Thank God You're Here: articles

Thank God, says Shane

HE IS the last person nervous comedians, actors and radio people see before encountering the unexpected. But it almost wasn't to be. Initially, Shane Bourne was going to turn down the job of hosting ratings smash Thank God You're Here.

"When I was first approached, I ummed and aahed," Bourne says with an impish grin.

"I'd been doing a lot of drama and it was nice, at this stage of my life, to have people giving me AFI Awards.

"But I was interested, and so I looked into it. It wasn't until I saw some filmed scenes that I thought 'I've got to do this'. Now, I'm just having the bloody time of my life.

"It's just been a joy and, I swear to God, every show, I've been laughing my head off. I just wouldn't be doing that in another situation, another job."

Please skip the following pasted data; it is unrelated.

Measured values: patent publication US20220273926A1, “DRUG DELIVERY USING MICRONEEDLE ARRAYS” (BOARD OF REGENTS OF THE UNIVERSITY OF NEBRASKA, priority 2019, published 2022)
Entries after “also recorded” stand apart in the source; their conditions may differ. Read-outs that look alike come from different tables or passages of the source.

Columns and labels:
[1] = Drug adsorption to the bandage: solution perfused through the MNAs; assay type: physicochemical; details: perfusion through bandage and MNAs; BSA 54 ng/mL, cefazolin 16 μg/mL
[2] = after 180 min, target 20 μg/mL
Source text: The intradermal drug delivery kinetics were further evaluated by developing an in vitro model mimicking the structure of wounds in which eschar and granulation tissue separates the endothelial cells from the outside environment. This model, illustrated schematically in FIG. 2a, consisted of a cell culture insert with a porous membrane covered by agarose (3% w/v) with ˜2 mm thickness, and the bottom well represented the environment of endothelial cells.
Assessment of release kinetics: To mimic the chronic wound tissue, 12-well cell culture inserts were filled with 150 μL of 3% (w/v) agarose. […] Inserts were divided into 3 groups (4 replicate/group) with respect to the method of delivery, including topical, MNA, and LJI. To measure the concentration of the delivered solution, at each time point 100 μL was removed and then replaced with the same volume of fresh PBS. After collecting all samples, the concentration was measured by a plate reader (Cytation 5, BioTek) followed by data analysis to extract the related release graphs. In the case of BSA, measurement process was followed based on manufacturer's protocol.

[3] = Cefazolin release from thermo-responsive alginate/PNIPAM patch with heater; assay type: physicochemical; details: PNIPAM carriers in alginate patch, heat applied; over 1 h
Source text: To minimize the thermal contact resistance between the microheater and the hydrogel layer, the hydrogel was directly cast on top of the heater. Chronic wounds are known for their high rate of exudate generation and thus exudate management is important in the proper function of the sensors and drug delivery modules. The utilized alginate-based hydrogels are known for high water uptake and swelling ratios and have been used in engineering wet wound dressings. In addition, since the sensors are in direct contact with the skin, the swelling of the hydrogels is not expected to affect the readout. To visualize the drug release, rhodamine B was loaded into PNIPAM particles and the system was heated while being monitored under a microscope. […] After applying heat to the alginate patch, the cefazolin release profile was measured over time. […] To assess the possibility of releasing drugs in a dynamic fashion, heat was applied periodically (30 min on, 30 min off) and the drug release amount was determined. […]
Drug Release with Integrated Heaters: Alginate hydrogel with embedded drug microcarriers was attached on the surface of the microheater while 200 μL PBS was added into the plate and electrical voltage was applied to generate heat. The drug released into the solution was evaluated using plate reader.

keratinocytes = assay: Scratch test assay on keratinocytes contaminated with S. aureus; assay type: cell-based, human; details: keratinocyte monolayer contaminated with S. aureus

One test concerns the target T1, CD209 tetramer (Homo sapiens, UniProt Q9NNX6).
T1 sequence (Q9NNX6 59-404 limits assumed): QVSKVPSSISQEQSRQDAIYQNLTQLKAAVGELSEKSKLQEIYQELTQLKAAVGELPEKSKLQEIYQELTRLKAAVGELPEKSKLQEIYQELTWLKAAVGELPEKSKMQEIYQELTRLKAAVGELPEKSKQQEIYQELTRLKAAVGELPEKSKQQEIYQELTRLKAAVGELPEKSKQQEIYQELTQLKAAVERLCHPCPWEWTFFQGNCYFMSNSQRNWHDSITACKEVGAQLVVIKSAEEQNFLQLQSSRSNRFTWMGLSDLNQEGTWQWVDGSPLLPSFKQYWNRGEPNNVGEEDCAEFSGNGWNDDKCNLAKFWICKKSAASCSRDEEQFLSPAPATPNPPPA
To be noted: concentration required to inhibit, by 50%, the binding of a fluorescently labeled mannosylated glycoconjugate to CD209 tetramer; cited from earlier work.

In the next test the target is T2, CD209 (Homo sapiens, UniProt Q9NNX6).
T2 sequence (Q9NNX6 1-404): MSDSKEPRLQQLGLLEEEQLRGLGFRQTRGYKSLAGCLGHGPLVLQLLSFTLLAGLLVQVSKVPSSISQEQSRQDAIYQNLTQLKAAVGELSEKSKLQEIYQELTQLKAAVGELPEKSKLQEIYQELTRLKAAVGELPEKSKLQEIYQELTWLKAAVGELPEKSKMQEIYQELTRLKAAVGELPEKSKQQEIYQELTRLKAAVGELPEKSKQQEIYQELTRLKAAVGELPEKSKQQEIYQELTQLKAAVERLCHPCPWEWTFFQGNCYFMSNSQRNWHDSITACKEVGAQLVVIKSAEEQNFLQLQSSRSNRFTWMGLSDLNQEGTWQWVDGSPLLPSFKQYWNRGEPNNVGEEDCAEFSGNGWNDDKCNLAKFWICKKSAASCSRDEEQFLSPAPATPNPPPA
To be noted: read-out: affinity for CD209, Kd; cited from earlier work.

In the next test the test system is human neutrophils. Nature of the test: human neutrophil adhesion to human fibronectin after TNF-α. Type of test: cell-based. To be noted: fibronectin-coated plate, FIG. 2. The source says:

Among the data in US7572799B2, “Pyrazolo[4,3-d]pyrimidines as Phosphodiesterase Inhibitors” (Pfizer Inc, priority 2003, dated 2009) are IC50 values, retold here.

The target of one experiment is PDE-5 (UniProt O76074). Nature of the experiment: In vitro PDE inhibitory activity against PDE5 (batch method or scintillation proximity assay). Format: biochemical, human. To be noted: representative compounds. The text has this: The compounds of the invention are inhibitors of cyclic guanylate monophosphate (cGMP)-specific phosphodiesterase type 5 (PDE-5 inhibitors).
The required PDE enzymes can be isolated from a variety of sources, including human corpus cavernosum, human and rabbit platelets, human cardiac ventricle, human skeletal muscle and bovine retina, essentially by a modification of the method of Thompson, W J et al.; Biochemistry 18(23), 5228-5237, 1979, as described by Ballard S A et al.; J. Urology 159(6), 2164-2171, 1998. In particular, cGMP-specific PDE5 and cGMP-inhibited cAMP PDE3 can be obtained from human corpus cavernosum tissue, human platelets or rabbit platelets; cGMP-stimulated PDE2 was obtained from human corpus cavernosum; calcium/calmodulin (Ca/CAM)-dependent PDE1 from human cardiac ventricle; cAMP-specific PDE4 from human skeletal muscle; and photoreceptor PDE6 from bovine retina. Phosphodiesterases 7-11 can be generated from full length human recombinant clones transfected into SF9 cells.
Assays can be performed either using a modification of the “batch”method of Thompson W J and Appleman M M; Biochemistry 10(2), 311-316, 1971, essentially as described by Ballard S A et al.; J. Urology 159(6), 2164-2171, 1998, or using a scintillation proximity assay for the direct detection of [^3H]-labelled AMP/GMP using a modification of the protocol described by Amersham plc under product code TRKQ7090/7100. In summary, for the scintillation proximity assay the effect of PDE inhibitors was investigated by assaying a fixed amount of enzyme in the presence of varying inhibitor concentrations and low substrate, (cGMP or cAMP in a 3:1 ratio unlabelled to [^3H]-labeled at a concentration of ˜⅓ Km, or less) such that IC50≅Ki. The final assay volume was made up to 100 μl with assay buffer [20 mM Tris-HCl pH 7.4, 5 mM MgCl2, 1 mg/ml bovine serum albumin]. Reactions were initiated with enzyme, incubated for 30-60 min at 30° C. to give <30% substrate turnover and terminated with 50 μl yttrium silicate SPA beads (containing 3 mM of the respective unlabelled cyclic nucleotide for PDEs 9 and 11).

Nor would he be seen on pretty much every television set in the country. For a show that no one seemed to be able to explain, Thank God You're Here, which starts its second season on Ten tonight, was an easy sell to viewers.

"I'm glad it wasn't over-hyped," Bourne says. "Then again, it really couldn't be because it was too bloody hard to explain."

Bourne isn't surprised by the show's success. It taps in to something primal about Australian television.

"I've been comparing it to Hey Hey, It's Saturday, because it had a family audience and there was a time when it was laugh-out-loud funny," he says. "But have you ever noticed the variety shows of recent years?

"They're still good, but they're fine-tuned and the humour all comes from that. When you look at the history of television in this country, all the greatest and classic moments came from things going wrong."

Thank God You're Here, Channel 10, Wednesday, 7.30pm

By Sean Fewster
September 06, 2006